President Obama's recently-released 2014 budget includes an initiative that would provide universal preschool to low- and moderate-income 4-year-olds.
"That's nice," you're saying, "but how does he expect to pay for all that?"
Obama wants to raise the federal tax on tobacco products.
I'm not generally a fan of raising taxes, but this plan sounds pretty good to me -- how about you?
I was part of a call this afternoon with Secretary of Education Arne Duncan, who gave more details on the plan.
If the initiative is successful, the federal government would partner with states, districts, preschool providers, and parents to ensure all children enter kindergarten academically on schedule. It would provide all low- and moderate-income 4-year-olds with high-quality preschool, and would give states incentives to serve even more 4-year-olds from middle class families. The initiative also promotes full-day kindergarten and high-quality early education programs for children under age four.
The President's budget also includes companion investments that would provide for home visits from nurses and social workers to families in need. The investments would also help preserve child care access and expand high-quality care for infants and toddlers through new Early Head Start-Child Care Partnerships.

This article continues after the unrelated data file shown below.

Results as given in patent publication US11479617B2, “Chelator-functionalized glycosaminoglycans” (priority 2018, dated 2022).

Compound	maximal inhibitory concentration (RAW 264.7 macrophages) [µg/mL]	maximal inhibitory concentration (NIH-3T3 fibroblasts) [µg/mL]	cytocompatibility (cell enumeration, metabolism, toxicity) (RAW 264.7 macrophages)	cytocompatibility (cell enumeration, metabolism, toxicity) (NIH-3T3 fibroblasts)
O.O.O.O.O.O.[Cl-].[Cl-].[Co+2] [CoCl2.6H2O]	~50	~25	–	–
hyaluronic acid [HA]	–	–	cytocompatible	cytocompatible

The White House believes that the Preschool for All initiative will ultimately result in higher graduation rates, increased employment, better jobs, less reliance on public assistance, and lower crime as these preschoolers grow up.
"All of our proposals will be fully paid for and won't add a nickel to the nation's deficit," Sec. Duncan promised during the call. That's because the White House wants to fund this initiative by raising taxes on tobacco. Specifically, cigarette smokers could expect to pay a $.94 per package tax.
Well! There's never been a better time to stop smoking, has there?
The White House estimates the new tobacco tax would prevent 233,000 children from beginning to smoke.
"We must get better, we must get better faster, and we must get better even in these difficult economic times," Sec. Duncan concluded. He's right -- research shows that the US is 28th out of 38 nations that currently offer parents access to preschool.
Of course, there are critics of this plan, and of universal preschool. The Washington Post has a great article listing the pros and cons of universal preschool here.
I personally like the idea of universal preschool. We reported recently on a low-income elementary school that's number one in the state of Ohio -- the teachers and administrators there believe that the TWO years of preschool their school offers has made a HUGE difference in students' testing scores, now that they're older.
What do you think of universal preschool? Do you like the idea of paying for it with higher taxes on tobacco?
Image via SuperFantastic/Flickr